A mother from Scotland praised her 3-year-old son for playing with a miniature stroller after another woman belittled his choice of toy.
Rheann MacLaren, 25, took her son Harry to a local toy store last week and watched him joyfully play with a pink pram.
"Harry loves playing house," MacLaren told ABC News. "He often pretends to cook food, he pretends to do the ironing, make cups of tea ... he has a dolly which he calls 'baby.' "
While Harry enjoyed his new toy, MacLaren said that another customer "frowned" at the child.
"Oh, you don't want that, it's just for girls, not boys," the customer said to Harry, according to a Facebook post from MacLaren. "It's all pink and girly. There's cars and dinosaurs over there, why would you want that girly thing?!"
But Harry had the perfect response up his sleeve.
"'Cause I like it," Harry said to the woman.
MacLaren was proud of her son's quick comeback to the stranger who questioned if the toy was appropriate for a little boy. MacLaren then penned a brilliant message to the customer on Facebook.
"He love dinosaurs and monsters, he's happiest when he's outside playing in the mud and puddles," she wrote on the social platform. "But sometimes he likes to play with a doll and pram, he'll play in the toy kitchen and pretend to do ironing, he likes pink things and watches with fascination when I put my make up on. Am I worried? No, not in the slightest. My child will grow up a well-rounded, accepting boy who will NEVER feel pressured to conform to gender stereotypes."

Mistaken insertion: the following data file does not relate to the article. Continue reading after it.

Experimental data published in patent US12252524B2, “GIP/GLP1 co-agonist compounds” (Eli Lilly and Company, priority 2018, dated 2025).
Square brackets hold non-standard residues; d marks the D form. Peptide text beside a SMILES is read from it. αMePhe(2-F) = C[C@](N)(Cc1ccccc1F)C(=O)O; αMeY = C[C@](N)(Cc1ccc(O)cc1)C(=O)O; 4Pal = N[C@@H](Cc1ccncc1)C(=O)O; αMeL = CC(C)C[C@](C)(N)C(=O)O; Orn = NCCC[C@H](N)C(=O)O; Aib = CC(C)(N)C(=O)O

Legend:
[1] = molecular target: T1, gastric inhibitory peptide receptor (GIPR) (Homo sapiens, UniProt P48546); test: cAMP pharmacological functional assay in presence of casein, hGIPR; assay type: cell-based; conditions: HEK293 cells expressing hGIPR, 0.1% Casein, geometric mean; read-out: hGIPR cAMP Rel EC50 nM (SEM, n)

Playing with toys that aren't gender-specific is useful for developing a child's physical, cognitive, academic, musical, and artistic skills, according to the National Association for the Education of Young Children.
"A man will grow up and push his own children in their prams, so why stop a young boy from pretending to do the same? A woman will grow up and learn to drive a car — so why stop a young girl playing with toy ones?" MacLaren told ABC News. "We just need to let kids be kids and not force any labels or restrictions on their minds and imaginations and the way they play."